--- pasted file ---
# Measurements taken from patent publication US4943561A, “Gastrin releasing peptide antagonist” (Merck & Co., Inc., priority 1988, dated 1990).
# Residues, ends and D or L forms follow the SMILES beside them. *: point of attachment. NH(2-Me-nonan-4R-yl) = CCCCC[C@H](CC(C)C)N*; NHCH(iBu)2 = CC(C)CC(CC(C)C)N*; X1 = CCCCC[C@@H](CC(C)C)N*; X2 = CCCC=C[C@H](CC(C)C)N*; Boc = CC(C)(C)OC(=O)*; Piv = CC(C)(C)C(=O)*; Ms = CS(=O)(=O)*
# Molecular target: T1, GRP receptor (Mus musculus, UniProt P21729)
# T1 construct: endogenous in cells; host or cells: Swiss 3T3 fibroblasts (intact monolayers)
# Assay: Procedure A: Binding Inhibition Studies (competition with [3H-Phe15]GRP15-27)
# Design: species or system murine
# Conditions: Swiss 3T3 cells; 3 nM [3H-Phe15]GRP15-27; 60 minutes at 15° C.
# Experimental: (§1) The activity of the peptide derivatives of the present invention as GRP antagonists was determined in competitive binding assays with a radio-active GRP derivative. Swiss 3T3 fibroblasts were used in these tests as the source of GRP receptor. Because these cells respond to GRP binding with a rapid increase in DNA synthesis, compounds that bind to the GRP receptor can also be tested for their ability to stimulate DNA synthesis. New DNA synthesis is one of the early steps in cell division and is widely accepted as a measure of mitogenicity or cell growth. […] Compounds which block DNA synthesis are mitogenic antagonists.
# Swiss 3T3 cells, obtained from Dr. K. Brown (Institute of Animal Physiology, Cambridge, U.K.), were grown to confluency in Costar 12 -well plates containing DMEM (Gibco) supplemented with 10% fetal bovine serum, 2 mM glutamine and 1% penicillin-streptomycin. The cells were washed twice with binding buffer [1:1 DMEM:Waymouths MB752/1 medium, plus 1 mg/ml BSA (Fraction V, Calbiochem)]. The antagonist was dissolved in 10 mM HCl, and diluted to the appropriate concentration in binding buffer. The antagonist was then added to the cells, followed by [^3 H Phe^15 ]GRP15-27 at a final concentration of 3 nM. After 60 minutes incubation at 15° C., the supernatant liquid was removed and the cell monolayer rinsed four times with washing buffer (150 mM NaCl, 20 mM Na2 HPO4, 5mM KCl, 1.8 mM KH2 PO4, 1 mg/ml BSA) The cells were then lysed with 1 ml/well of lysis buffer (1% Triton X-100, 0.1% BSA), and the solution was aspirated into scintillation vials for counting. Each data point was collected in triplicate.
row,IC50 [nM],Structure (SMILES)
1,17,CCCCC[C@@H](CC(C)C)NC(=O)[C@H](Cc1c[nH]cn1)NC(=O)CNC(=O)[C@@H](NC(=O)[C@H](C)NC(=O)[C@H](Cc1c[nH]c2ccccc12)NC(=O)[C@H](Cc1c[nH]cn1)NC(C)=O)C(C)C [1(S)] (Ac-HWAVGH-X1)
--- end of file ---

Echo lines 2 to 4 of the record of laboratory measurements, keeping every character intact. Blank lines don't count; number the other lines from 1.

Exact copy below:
# Residues, ends and D or L forms follow the SMILES beside them. *: point of attachment. NH(2-Me-nonan-4R-yl) = CCCCC[C@H](CC(C)C)N*; NHCH(iBu)2 = CC(C)CC(CC(C)C)N*; X1 = CCCCC[C@@H](CC(C)C)N*; X2 = CCCC=C[C@H](CC(C)C)N*; Boc = CC(C)(C)OC(=O)*; Piv = CC(C)(C)C(=O)*; Ms = CS(=O)(=O)*
# Molecular target: T1, GRP receptor (Mus musculus, UniProt P21729)
# T1 construct: endogenous in cells; host or cells: Swiss 3T3 fibroblasts (intact monolayers)